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caught me by surprise. The only electronic music I'd heard was a bit of Kraftwerk, which was OK but didn't really fire me up. And the Eno-Bowie collaborations like the 'Low' album, which was almost like classical musical done electronically, very grand and lovely. But none of it made me want to get a synth. The very first record I ever went in to make, with Tubeway Army, was a punk record. The day I arrived, there was a Mini Moog sitting in the control room that the previous band had been using. They forgot it here so I got us it for the whole day without even paying for it. I just turned it on, twittered a dial here and there and loved what happened. It was amazing what came out of that thing. So I quickly converted, on the fly, my punky songs into electro-punk songs. That became my first album.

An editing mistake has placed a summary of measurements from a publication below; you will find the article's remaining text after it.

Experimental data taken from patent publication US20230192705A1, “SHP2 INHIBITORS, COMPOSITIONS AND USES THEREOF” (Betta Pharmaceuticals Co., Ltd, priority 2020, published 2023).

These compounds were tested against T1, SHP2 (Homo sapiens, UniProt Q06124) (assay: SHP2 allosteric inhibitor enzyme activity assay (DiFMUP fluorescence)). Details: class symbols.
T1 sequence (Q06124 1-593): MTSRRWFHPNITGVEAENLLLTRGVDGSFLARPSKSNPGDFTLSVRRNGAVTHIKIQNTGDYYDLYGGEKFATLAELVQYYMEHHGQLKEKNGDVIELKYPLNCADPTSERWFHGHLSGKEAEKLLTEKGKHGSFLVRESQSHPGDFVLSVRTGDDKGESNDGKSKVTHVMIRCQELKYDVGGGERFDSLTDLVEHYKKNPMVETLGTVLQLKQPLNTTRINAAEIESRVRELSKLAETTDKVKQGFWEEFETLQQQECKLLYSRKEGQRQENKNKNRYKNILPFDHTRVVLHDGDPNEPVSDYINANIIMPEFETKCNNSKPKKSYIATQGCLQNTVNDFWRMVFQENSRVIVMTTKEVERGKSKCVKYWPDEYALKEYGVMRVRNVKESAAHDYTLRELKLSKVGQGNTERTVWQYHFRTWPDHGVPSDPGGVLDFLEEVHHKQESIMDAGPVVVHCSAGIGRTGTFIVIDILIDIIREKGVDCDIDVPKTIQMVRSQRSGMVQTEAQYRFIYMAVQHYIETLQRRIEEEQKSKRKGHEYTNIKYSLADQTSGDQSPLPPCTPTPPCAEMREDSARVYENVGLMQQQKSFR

You really stumbled into something!
I did, and I wanted to push it out fast because I thought I was the only one doing it like this. I was so ignorant! The album came out, got good reviews, so they wanted me to do another one quick. But by then I'd started to realize there were other groups doing this, like the Human League for example. See, there was this electronic scene, but being done in isolation. I mean, Ultravox already had three albums out! I was late to this unknown revolution! So then I end up with a No. 1 single in the U.K., 'Are Friends Electric?,' and all of a sudden people are pointing at me saying, "Oh he makes this new sort of music and he is so great," and I'm thinking,"Tthat's embarrassing, because I was one of the last people to get into it!" I just happened to be the one that got really successful with it.
What those other bands must have thought about me [laughs]. I mean, I had made three albums before I even owned my own synthesizer and I had two No. 1 albums. I'd give interviews with